Xiaozhi, dancing robots developed by Hazzi Robotics, perform at the exhibition.
Artificial intelligence is now the buzzword not only in science, but in almost all walks of life. "To advance application of AI in real economy" has officially been written in a report delivered at the 19th Communist Party of China National Congress which ended on October 24.
In fact, AI is taking up our daily life with a speed faster than many could have imagined.
Ordinary citizens got a chance to look at the latest development in artificial intelligence and robotics at the Hangzhou Artificial Intelligence and Intelligent Leisure Exhibition, which was held between October 20 and 23. Sixteen companies showcased their flagship products and technology at the Hangzhou International Expo Center.
A four-legged robot at the exhibition caught the eyes of many visitors. The robot "Chitu," weighing 75 kilograms at a stand-up height of 0.8 meter, was developed by a start-up team from the College of Control System and Engineering, Zhejiang University.
It took the team two years to launch a second-generation robot with funds from Nanjiang Robotics, a local company that produces wheeled warehouse robots. Chitu is likely to be used for safety patrol, post-disaster rescue operations and counter-terrorist practices.
"The robot can walk on slopes, gravy roads and other complex surfaces," said Zhao Yidong, a member of the project. "Compared to traditional wheeled robots, it can also jump and climb 17-centimeter-tall stairs."
Its walking speed can reach up to 1.5 meters per second — as good as grown-ups. It is electronically powered and capable of working for 40 minutes outdoors.
In May this year, the quadruped robot won the "Global Student Design Showcase" in NI Engineering Compact Award, an annual engineering and science conference hosted by National Instruments Corporation in the US.
While Chitu is still in the lab, some local companies are already reaping profits by mass producing household/commercial robots. Hazzi Robotics, for example, brought three types of products — Xiaozhi, a dancing robot, while Rongbao and Jubao are used for shopping guidance and reception.
A salesperson at the exhibition told Shanghai Daily that the prices of robots ranged from 3,680 yuan (5) to 200,000 yuan each depending on the requirements of the customer.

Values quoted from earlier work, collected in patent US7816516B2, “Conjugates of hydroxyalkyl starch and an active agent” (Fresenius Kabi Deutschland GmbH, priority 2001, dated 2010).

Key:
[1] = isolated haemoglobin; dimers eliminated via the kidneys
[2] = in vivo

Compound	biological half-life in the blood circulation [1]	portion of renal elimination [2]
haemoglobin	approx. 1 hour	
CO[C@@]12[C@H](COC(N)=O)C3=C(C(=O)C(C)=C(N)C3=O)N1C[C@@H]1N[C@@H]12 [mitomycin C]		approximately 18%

In another booth, a staffer from Baidu, one of the top three Internet companies in China, was demonstrating how to interact with a built-in DuerOS home entertainment system.
DuerOS is a speech based interactive AI system initiated by Baidu in July this year in the hope of connecting every device. By using a remote control that accepts sound input, users can "talk" to their TV and command it to switch on and off or skip the introduction of a program.
"I can tell my TV to find a movie performed by the husband of a certain celebrity," Tang Xiaoyang, a marketing officer at Baidu, told Shanghai Daily. "I can also stop in the middle of a program and ask the device to search for a cast member's information to appear on the screen."
The process actually involves several AI or AI-related technologies including speech recognition, facial recognition and natural language processing. Meaning, once equipped with DuerOS, a device will be able to understand the human language and react with corresponding actions.
The same system can be transferred to cars, stereos, wearable devices or even home appliances. The DuerOS also works as an open platform that allows developers to submit their own AI applications.
Beside commercial uses, AI technologies are also applied in government administrations.
Another exhibitor, the Hangzhou-based Enjoyer Group, presented its comprehensive intelligent solutions for public medical care, traffic policing, environment monitoring, etc.
Tapping on the big data collected from the city's traffic police unit, it works out the best plan for the traffic light durations at each intersection, which greatly eases the problem of congestion on road. The project is a collaborative one with the Alibaba Group.
The exhibition was a part of this year's West Lake International Expo and the third World Leisure Expo, which kicked off on October 20, and featured 33 major events including forums, exhibitions, festivals and other leisure activities.
Roger Coles, chairman of the World Leisure Organization, told Shanghai Daily that he was amazed at the city's fast development in facilities and infrastructures. As it opens up with more tourism opportunities, the city would be recognized and appraised by more foreigner visitors.